Proponents of the fortune at the bottom of the pyramid point to shampoo sachets as an example of affordability. Exponential adoption of mobile phones is a boon, especially for ICT innovation projects. Drone transport can solve last mile delivery issues in inaccessible locations. Yet, buried in these innovations are unintended consequences that cause damage as well. Can you guess what those are?
This was part of my presentation at the recent ICT4D conference on Increasing Impact through Innovation convened by the Catholic Relief Services (CRS). (Side note: It was a great conference as you can see from the summary on storify’s Top Tweets from Catholic Relief Services’ ICT4D2015 Conference)
According to Wikipedia (the last word on everything obviously ;)), “the law of unintended consequences has come to be used as an adage or idiomatic warning that an intervention in a complex system tends to create unanticipated and often undesirable outcomes.”
Coming back to the unintended consequences of three examples at the start of this blog post, shampoo sachets are a waste disposal nightmare. Before the mobile phone era, public call office (PCO) licenses were given to the handicapped, underprivileged women and wounded veterans in India, who could use it to create a thriving small business. They lost their livelihoods, similar to how Grameen Phone’s success meant phone ladies’ loss in Bangladesh. The conversations about delivery drones make the shiny-object-loving-geek in me happy. However, what of the youth who augment their earning by serving as couriers for local shops, as is the case in India and other developing countries?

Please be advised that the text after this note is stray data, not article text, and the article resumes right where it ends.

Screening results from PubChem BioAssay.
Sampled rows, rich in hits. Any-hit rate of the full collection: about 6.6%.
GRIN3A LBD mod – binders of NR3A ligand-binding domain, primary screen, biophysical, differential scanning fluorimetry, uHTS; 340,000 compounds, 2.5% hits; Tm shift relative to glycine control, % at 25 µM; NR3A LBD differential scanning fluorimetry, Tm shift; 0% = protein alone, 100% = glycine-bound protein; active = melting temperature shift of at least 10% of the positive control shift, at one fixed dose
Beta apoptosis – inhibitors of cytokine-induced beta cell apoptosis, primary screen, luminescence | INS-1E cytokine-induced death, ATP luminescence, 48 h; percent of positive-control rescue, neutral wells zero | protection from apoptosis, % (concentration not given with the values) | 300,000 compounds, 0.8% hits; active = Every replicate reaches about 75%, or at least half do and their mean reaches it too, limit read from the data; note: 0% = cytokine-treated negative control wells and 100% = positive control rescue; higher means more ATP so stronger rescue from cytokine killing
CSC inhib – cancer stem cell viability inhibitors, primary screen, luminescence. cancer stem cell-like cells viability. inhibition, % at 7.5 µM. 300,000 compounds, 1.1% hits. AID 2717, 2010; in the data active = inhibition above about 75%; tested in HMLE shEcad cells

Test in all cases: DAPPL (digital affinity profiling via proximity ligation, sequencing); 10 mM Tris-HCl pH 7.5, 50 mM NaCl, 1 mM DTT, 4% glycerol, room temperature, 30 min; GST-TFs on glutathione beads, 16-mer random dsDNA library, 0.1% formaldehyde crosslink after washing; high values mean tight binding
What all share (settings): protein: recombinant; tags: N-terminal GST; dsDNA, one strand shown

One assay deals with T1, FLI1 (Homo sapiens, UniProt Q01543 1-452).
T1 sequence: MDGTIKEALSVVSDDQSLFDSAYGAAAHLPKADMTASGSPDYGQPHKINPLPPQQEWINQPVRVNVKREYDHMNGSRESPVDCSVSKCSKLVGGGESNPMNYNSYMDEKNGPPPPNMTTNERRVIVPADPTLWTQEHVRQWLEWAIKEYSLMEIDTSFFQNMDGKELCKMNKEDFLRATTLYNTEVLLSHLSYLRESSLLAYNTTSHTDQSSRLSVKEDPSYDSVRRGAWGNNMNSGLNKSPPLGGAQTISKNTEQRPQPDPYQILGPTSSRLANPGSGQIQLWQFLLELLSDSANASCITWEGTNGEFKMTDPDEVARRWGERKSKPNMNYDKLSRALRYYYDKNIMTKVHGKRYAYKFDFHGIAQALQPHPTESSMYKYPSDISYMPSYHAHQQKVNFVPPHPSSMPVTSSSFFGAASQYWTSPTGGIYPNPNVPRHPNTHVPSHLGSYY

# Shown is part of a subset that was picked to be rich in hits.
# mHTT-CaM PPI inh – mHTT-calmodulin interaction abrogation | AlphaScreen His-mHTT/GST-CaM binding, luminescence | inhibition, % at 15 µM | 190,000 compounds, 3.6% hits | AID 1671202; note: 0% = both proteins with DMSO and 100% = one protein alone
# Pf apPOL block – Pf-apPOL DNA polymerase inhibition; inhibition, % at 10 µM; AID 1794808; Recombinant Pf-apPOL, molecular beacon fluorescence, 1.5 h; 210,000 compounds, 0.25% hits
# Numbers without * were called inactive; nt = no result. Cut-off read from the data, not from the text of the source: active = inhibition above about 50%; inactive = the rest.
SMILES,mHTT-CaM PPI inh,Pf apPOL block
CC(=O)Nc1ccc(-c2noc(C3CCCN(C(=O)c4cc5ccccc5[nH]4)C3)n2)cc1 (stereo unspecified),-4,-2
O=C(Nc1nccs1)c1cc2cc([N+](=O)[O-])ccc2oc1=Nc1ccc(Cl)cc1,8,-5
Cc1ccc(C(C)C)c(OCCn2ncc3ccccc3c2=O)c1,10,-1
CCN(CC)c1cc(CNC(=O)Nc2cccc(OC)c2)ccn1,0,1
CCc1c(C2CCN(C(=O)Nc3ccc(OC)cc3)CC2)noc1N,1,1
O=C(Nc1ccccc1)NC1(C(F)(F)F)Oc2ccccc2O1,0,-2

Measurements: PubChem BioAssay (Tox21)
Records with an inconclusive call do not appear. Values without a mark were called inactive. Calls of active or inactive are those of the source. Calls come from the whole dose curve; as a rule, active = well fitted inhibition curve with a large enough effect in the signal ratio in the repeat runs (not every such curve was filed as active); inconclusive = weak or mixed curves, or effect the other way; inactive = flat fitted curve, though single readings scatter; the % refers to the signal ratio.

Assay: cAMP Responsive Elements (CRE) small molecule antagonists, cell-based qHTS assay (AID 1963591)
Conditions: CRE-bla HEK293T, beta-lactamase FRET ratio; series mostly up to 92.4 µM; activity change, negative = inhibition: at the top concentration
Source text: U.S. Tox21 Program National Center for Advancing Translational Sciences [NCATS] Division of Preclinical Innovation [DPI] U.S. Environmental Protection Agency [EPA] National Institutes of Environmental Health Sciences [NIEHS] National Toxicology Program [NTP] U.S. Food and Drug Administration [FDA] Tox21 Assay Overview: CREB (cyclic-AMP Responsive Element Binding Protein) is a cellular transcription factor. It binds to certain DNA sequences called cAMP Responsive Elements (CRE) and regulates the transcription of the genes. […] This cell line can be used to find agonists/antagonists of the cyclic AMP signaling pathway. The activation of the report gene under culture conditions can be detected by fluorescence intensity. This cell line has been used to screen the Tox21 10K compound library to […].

There are many more examples of Unintended Consequences on that Wikipedia page. So what are we to do? Throw up our hands and give up? Of course not!
Systems by their very nature are complex. One-point answers are not at all possible. Neither are simplistic solutions. Here are a few ways we can begin to address this.
Monitoring and evaluation of a project’s impact is at the heart of many international development projects. Why don’t we expand this even more to include a rigorous study of unintended consequences before implementing innovation projects? Of course, there is the danger of analysis paralysis here but it will at least help surface serious issues if any.
Public private partnerships (PPP) are becoming a popular method of pooling resources to combat intractable social problems. The concept of co-creation with the users of the product or service is also gaining credence. Let us push these envelopes even further. How about co-ownership? For example, in the case of the futuristic drone example, maybe local communities can co-own the drone company and enjoy its financial benefits alongside financial investors. Maybe this will result in a renewed capitalism (capitalism 2.0? :)) that values generating economic, social, and environmental wealth equally.
Entrepreneurs world over are taking the lessons of lean startups and creating companies that test hypothesis and iterate at a fast pace. Technology sector has already moved from waterfall to agile software development methodologies. However, adopting these for ICT innovations means that we have to disrupt existing models of designing, funding, and implementing projects. Alongside funding multi-year projects with definitive plan, activities, outputs, and outcomes, why don’t we create projects that are shorter and have at their heart experimenting, learning, and tweaking the project design until the intended impact is achieved? Fortunately many funders are recognizing this and new types of funding are springing up such as Global Development Lab, Development Innovation Ventures, and Global Innovation Fund. More will likely emerge in the future.
Of course, the above is just a beginning. There are many other ways to address this as well. What are your thoughts on unintended consequences and ways to mitigate them?